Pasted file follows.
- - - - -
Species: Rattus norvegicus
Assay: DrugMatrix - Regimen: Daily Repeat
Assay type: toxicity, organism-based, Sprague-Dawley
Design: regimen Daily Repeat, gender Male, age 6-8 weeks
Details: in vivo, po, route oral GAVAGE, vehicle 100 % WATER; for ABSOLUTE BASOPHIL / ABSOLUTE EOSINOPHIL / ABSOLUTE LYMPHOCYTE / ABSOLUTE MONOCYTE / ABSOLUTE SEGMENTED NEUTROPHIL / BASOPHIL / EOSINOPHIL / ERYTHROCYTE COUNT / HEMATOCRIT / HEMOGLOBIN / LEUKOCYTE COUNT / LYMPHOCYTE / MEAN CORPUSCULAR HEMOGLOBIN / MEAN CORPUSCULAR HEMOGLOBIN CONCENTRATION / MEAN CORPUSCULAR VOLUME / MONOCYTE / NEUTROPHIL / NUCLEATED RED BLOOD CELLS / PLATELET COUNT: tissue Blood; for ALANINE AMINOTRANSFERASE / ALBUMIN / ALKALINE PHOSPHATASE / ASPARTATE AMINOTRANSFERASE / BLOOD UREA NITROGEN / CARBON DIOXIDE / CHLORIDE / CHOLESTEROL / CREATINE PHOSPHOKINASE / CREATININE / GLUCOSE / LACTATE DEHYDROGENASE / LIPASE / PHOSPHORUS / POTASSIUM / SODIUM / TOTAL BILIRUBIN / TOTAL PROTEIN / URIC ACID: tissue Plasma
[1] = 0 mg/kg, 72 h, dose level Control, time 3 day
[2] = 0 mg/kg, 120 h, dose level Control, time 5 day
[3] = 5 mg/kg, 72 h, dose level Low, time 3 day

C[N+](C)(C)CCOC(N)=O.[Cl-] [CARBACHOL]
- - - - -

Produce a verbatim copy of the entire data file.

Species: Rattus norvegicus
Assay: DrugMatrix - Regimen: Daily Repeat
Assay type: toxicity, organism-based, Sprague-Dawley
Design: regimen Daily Repeat, gender Male, age 6-8 weeks
Details: in vivo, po, route oral GAVAGE, vehicle 100 % WATER; for ABSOLUTE BASOPHIL / ABSOLUTE EOSINOPHIL / ABSOLUTE LYMPHOCYTE / ABSOLUTE MONOCYTE / ABSOLUTE SEGMENTED NEUTROPHIL / BASOPHIL / EOSINOPHIL / ERYTHROCYTE COUNT / HEMATOCRIT / HEMOGLOBIN / LEUKOCYTE COUNT / LYMPHOCYTE / MEAN CORPUSCULAR HEMOGLOBIN / MEAN CORPUSCULAR HEMOGLOBIN CONCENTRATION / MEAN CORPUSCULAR VOLUME / MONOCYTE / NEUTROPHIL / NUCLEATED RED BLOOD CELLS / PLATELET COUNT: tissue Blood; for ALANINE AMINOTRANSFERASE / ALBUMIN / ALKALINE PHOSPHATASE / ASPARTATE AMINOTRANSFERASE / BLOOD UREA NITROGEN / CARBON DIOXIDE / CHLORIDE / CHOLESTEROL / CREATINE PHOSPHOKINASE / CREATININE / GLUCOSE / LACTATE DEHYDROGENASE / LIPASE / PHOSPHORUS / POTASSIUM / SODIUM / TOTAL BILIRUBIN / TOTAL PROTEIN / URIC ACID: tissue Plasma
[1] = 0 mg/kg, 72 h, dose level Control, time 3 day
[2] = 0 mg/kg, 120 h, dose level Control, time 5 day
[3] = 5 mg/kg, 72 h, dose level Low, time 3 day

C[N+](C)(C)CCOC(N)=O.[Cl-] [CARBACHOL]